Items related to Wannsee House and the Holocaust . Steven Lehrer Wannsee House and the Holocaust. ISBN 13: 9780786440924. Wannsee House and the Holocaust. ensures that Wannsee will not be forgotten"-Hadassah Magazine.

Wannsee House and the Holocaust by Steven Lehrer. Nature 281:323, 1979. Library Journal p 1151, May 15, 1979. Journal of the History of Medicine. January 1980 pp 97–98.

This book ensures that Wannsee will not be forgotten. Wannsee House and the Holocaust on Google Books.

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Are you sure you want to remove Wannsee House and the Holocaust from your list? . Published October 2000 by McFarland & Company. There's no description for this book yet.

Are you sure you want to remove Wannsee House and the Holocaust from your list? Wannsee House and the Holocaust. Wannsee signifies two things to Berliners.

This book traces that history. Wannsee house and the Holocaust, by Steven Lehrer. xi, 196 pages : illustrations, portraits ; 24 cm. Subjects. Holocaust, Jewish (1939-1945). Lehrer, Steven, 1944- author. Publication Information.

Although Hitler's extermination of the Jews was well under way by the end of 1941, it was at the Wannsee Conference of January 1942 that Reinhard Heydrich officially announced the Nazi party's pursuit of the infamous "final solution." This conference was held at a luxurious villa known as the Wannsee House, and both the house and the conference have a complicated and fascinating history, which unfolded as economic and political events drew together wealthy German businessmen and powerful political figures in sometimes surprising ways. This book traces that history from 1914-the year that saw the foundations laid for both the house and the Holocaust-to the present. Appendices provide a wealth of historical documents including the Reich's rules "defining" Jews, letters from Reich Security Service officials providing early documentary evidence of the Holocaust, and a transcript of Adolf Eichmann's 1961 court testimony regarding the Wannsee Conference.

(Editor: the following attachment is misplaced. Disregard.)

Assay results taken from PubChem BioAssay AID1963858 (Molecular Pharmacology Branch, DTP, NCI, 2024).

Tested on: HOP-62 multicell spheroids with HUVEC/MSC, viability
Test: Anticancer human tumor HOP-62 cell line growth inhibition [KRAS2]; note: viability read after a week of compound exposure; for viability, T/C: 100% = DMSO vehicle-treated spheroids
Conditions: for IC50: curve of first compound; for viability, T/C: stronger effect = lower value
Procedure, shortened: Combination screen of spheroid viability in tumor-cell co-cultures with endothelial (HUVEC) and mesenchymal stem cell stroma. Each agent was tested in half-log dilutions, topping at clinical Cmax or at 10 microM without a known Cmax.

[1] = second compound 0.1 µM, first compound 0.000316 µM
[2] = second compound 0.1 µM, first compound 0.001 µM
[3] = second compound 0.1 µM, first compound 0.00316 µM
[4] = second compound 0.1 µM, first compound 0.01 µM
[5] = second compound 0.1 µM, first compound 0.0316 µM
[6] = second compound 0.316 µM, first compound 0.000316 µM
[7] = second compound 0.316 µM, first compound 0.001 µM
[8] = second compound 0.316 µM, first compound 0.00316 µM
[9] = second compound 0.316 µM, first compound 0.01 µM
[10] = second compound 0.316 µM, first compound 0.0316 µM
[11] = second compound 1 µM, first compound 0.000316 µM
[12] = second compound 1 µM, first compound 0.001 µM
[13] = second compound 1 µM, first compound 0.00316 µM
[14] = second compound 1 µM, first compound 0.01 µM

Comments

Llanonte Llanonte
I found this book a bit of a disappointment. I purchased the book looking for details about what occurred there at the Wannsee House. This was where the speeches of Hitler was translated into a bureaucratic campaign to kill on a massive scale. This was where the Nazi's gathered representatives from across their government to build their killing machine. This is from a "civilized" nation to.